Parents arrive to pick up their children from a school in Montgomery, Ala. After a tough immigration law was enacted in 2011, Hispanic students began to disappear from classrooms in the state's public schools.
Opponents of Alabama's strict immigration law are declaring victory Tuesday, as the state agreed not to pursue key provisions of a measure critics had called an endorsement of racial profiling. Earlier this year, the U.S. Supreme Court refused to hear the state's appeal of a federal court's ruling that gutted the law.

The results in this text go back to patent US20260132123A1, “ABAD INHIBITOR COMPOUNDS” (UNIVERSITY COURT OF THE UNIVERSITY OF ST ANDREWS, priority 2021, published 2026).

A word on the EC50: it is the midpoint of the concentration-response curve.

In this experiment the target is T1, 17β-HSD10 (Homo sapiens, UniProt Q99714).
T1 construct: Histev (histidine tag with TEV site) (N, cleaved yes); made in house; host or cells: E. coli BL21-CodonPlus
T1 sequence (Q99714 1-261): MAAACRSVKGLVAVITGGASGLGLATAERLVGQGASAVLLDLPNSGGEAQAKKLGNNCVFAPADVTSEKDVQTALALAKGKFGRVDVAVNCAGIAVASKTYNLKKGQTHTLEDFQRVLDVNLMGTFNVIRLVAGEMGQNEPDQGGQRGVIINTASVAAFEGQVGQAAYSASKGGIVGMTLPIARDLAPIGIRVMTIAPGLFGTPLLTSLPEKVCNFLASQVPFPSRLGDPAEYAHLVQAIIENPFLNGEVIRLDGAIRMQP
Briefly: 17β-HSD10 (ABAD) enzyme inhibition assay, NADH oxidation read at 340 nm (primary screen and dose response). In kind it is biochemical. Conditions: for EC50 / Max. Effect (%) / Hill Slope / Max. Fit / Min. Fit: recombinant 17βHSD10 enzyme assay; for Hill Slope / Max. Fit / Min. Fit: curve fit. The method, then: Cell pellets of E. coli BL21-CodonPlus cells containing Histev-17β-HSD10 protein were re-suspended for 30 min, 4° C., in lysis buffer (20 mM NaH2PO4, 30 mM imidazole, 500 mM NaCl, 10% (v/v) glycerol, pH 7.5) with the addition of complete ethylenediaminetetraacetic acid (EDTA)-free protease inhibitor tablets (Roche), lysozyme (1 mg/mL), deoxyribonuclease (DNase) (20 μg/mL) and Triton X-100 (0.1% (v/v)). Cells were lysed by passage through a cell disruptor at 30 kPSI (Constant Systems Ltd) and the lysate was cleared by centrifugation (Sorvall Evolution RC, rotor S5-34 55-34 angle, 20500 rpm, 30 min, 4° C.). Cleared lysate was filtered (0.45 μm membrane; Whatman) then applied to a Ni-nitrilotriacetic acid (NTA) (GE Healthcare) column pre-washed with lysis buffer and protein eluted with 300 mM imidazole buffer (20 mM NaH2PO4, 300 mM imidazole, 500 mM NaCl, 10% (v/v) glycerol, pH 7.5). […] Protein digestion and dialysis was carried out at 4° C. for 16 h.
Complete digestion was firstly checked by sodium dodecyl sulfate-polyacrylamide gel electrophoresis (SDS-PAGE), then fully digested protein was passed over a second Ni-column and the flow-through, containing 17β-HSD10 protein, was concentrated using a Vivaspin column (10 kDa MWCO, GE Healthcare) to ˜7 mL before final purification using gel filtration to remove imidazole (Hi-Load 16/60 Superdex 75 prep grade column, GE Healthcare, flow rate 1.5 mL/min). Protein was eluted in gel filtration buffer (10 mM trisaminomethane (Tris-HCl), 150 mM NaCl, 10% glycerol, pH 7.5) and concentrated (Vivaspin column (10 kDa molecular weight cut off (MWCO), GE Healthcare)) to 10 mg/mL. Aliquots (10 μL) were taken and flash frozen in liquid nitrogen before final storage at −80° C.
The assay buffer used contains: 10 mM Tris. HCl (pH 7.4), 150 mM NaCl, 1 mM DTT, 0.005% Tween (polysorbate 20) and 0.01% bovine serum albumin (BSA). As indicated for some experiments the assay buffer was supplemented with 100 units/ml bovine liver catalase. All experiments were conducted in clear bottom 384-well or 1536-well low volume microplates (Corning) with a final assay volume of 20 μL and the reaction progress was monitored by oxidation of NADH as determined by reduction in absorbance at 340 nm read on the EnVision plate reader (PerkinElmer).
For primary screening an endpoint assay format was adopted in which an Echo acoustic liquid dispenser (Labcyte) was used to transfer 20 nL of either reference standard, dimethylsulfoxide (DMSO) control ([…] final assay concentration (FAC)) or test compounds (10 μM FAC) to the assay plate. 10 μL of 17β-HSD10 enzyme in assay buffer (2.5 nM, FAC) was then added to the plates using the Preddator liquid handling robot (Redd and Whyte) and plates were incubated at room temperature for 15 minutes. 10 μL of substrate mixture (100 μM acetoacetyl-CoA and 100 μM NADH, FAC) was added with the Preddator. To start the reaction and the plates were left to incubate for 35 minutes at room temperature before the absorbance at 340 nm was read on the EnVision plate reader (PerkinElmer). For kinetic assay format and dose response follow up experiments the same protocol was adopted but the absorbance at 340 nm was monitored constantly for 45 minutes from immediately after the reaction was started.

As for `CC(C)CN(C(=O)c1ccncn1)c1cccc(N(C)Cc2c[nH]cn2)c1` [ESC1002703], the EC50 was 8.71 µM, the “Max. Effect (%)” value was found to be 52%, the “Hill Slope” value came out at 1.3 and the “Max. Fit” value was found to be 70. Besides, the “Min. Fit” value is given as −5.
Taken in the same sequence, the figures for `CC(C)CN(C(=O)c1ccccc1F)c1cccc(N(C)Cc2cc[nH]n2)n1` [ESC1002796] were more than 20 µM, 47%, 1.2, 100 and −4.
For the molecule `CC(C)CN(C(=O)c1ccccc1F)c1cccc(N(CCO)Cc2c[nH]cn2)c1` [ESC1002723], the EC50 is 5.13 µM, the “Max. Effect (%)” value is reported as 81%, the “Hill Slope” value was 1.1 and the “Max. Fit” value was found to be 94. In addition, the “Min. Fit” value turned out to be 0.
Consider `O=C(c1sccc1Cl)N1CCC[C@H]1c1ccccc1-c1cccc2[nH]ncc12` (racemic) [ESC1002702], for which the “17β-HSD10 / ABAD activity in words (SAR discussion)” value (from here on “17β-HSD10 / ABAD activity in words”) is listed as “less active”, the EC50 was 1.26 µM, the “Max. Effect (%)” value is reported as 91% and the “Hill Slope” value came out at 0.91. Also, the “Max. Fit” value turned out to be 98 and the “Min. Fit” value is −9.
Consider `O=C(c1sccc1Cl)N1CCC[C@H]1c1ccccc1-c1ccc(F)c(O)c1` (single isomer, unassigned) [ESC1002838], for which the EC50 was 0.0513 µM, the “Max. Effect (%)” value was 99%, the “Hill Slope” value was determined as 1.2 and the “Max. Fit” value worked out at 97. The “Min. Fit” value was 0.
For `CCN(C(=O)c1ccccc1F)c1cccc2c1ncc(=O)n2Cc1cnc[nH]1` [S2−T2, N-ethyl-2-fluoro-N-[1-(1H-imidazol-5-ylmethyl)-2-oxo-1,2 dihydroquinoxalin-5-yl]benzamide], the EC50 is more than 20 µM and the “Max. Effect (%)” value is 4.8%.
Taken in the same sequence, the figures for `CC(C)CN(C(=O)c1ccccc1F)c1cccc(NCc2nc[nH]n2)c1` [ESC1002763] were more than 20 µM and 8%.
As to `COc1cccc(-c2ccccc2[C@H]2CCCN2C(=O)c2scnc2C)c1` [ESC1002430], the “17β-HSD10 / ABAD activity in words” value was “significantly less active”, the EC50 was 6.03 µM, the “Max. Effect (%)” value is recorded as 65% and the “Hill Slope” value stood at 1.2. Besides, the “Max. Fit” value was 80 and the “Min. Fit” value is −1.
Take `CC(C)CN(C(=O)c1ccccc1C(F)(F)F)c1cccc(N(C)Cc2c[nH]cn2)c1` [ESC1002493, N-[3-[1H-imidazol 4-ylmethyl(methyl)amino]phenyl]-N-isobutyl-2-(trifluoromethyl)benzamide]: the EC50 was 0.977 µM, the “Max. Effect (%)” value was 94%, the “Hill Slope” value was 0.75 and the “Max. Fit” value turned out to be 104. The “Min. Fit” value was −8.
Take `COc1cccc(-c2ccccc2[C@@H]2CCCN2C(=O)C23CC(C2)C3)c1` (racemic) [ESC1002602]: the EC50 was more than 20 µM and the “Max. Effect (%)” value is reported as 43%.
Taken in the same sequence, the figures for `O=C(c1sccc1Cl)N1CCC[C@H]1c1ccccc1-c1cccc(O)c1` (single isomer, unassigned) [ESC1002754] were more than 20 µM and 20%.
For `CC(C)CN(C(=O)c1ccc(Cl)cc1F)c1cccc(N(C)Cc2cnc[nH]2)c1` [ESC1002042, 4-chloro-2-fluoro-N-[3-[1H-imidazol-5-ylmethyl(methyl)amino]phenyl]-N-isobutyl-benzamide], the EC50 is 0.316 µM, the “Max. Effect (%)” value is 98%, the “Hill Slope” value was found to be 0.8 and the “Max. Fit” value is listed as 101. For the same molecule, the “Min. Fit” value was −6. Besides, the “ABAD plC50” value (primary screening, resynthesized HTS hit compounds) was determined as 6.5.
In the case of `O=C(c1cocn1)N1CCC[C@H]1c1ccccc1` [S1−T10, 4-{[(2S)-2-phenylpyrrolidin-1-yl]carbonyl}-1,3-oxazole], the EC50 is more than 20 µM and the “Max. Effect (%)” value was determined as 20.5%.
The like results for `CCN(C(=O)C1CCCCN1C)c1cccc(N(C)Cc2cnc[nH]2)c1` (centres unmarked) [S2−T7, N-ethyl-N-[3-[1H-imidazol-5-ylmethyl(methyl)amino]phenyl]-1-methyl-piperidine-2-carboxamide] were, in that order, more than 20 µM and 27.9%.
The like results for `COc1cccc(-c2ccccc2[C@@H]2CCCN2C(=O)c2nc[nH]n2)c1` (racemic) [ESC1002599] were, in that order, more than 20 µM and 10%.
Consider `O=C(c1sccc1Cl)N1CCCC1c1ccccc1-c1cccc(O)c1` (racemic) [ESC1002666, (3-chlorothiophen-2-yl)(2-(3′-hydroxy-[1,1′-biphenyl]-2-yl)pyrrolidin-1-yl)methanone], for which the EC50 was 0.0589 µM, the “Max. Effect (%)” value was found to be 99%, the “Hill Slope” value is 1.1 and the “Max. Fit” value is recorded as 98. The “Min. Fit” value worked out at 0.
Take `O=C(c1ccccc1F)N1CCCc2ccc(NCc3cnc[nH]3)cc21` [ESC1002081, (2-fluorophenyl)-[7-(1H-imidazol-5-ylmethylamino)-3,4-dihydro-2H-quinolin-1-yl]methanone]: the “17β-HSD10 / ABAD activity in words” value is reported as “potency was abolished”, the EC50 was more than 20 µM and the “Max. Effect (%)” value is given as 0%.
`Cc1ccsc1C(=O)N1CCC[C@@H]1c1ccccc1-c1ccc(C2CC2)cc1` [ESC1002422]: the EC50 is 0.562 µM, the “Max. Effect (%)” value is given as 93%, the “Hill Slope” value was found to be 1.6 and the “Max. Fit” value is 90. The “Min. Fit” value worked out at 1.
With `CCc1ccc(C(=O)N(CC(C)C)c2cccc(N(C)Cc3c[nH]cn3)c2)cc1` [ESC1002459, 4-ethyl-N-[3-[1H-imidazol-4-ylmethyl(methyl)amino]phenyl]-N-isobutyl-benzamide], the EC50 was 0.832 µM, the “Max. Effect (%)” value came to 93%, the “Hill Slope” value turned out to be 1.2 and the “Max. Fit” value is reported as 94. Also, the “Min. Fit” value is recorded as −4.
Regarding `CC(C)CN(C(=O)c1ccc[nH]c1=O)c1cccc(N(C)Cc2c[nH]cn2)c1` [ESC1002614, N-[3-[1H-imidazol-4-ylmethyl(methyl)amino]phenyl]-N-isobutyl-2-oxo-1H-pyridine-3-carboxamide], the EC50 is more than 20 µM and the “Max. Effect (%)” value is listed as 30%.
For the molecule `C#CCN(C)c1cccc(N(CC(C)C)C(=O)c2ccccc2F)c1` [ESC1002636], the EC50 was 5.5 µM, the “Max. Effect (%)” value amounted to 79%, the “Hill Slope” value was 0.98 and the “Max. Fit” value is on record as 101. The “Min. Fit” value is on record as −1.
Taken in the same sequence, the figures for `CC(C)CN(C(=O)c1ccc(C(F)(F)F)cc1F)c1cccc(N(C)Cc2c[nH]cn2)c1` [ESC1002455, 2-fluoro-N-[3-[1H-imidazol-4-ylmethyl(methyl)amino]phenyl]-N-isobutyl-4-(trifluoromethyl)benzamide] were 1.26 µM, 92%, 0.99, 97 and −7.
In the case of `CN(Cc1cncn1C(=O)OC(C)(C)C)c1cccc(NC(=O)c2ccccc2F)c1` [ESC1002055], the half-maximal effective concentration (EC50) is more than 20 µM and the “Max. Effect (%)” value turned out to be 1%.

Historic immigration legislation is on track to clear the Senate by week's end following a successful test vote.
A final vote in the Senate on Thursday or Friday would send the issue to the House, where conservative Republicans in the majority oppose citizenship for anyone living in the country illegally. Sen. Tom Coburn (R-Okla.) voted no on the immigration proposal yesterday.